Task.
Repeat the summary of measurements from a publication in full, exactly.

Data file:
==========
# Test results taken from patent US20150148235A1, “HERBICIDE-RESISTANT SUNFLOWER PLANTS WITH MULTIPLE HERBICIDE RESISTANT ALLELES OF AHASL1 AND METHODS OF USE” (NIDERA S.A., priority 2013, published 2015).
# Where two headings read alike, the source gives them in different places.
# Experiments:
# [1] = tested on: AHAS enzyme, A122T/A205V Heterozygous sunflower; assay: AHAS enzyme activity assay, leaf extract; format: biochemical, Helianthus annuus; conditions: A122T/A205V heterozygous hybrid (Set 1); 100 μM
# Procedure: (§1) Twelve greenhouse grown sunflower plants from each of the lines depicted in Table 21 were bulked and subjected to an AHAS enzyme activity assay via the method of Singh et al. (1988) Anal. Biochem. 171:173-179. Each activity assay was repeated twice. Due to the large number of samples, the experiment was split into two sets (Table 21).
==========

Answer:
# Test results taken from patent US20150148235A1, “HERBICIDE-RESISTANT SUNFLOWER PLANTS WITH MULTIPLE HERBICIDE RESISTANT ALLELES OF AHASL1 AND METHODS OF USE” (NIDERA S.A., priority 2013, published 2015).
# Where two headings read alike, the source gives them in different places.
# Experiments:
# [1] = tested on: AHAS enzyme, A122T/A205V Heterozygous sunflower; assay: AHAS enzyme activity assay, leaf extract; format: biochemical, Helianthus annuus; conditions: A122T/A205V heterozygous hybrid (Set 1); 100 μM
# Procedure: (§1) Twelve greenhouse grown sunflower plants from each of the lines depicted in Table 21 were bulked and subjected to an AHAS enzyme activity assay via the method of Singh et al. (1988) Anal. Biochem. 171:173-179. Each activity assay was repeated twice. Due to the large number of samples, the experiment was split into two sets (Table 21).